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Trump prepares for Saudi Crown Prince Mohammed bin Salman's visit

Mohammad Bin Salman is seen as a key ally of Washington against Iran [Getty]

Date of publication: 19 March, 2018

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US President Donald Trump is set to host Mohammed bin Salman on Tuesday following the conclusion of the crown prince's visit to London.



Donald Trump will host Saudi Arabia's crown prince in Washington on Tuesday, giving the US president a receptive audience to denounce rival Iran and a chance to take stock of significant changes the prince is engineering in the kingdom.

Ten months after the last face-to-face meeting between Trump and Crown Prince Mohammed bin Salman in Riyadh, the 71-year-old president and the 32-year-old strongman prince are expected to deepen an already warm relationship.

But they are also expected to take up major developments for Saudi Arabia, both internally and externally: the end of a ban on Saudi women driving, the unprecedented detention of dozens of people that was billed as a high-level anti-corruption purge, Saudi Arabia's controversial war in Yemen, and the crisis with the Gulf state of Qatar. 

"It's jaw-dropping how many policy changes the Saudis have pursued at home and in the region since that last meeting," said Lori Plotkin Boghardt, a former CIA analyst now with the Washington Institute for Near East Policy. "Many of these changes have touched US security interests."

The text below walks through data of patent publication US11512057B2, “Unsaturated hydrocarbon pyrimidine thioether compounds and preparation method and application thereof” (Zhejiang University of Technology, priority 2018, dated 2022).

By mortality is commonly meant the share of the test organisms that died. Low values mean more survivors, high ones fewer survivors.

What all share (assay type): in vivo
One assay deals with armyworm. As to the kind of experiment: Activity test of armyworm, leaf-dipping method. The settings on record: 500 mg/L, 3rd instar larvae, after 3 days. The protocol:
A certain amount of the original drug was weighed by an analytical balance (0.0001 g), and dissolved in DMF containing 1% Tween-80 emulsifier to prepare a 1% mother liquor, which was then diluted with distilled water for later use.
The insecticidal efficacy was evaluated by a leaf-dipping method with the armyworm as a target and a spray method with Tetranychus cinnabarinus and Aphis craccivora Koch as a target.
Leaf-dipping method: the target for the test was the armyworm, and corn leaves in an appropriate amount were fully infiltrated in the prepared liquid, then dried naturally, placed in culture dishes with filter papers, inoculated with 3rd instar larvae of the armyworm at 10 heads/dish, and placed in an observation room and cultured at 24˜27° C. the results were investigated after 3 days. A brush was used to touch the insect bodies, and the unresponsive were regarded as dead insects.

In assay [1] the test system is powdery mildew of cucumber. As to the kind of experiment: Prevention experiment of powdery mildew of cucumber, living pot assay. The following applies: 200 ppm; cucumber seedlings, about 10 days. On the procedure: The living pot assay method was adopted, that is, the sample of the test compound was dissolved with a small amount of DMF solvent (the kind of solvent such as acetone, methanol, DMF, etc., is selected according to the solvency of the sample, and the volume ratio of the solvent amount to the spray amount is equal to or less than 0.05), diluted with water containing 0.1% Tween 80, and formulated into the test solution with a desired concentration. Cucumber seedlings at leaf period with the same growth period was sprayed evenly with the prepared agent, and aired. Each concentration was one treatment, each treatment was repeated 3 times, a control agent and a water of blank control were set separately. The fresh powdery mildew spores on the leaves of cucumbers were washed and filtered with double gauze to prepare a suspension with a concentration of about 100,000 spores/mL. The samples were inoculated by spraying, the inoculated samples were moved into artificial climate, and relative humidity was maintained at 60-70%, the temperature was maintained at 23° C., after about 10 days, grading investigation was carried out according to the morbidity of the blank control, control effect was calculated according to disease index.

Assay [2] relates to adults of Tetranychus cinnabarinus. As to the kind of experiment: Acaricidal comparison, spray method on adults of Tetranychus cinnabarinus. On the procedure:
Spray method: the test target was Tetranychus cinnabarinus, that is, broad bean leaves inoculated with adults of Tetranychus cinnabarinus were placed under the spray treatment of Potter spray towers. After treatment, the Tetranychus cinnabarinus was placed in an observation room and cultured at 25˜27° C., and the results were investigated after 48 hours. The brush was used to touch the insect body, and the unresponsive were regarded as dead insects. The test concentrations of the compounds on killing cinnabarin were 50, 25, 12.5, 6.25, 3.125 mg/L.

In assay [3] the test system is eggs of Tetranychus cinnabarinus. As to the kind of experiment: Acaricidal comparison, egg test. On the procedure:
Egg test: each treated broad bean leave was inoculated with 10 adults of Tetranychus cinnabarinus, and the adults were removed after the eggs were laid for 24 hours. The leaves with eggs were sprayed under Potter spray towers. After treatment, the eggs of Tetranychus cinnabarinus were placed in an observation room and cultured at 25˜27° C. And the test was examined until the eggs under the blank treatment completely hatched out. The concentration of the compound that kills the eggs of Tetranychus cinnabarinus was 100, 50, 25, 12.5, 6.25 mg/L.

One example is the summit that the administration had hoped to host this year with the six countries of the Gulf Cooperation Council (GCC), which could be difficult to arrange given the continuing crisis with Qatar. 

In June, Saudi Arabia and the United Arab Emirates (UAE) began an air and sea boycott against Qatar, which they accuse of financing terrorism and being overly friendly with Iran.

The US, meanwhile, has continued strategic and trade cooperation with Qatar, including with the approval of $467 million worth of potential foreign military sales to Doha earlier this month.

The Saudi-led boycott of Qatar is thought to have been spearheaded by the kingdom's crown prince, who also announced Riyadh's amitious "Vision 2030" initiative to build an economy less dependent on oil, while luring more foreign investment.

As the Saudis pursue the technology needed to undertake the ambitious project, they are expected to play potential rivals against one another, reminding their American counterparts that China, Russia and France are also capable of filling their needs.

"It would be virtually impossible for the Saudi government to accept terms that are less than what Obama gave the Iranians - the possibility of future enrichment," a source close to the Saudi government told AFP, referring to the nuclear deal between Tehran and world powers that was completed when Barack Obama was still president.

It has been reported that the US president and Bin Salman will also discuss a recent request for $4 billion to go towards rebuilding and stabilising areas in Syria liberated from the Islamic State group, as well as to check Bashar al-Assad's power and Russian and Iranian influence in the country.

The plan aims to provide the US with a quick exit from the seven-year conflict, according to a Washington Post report.

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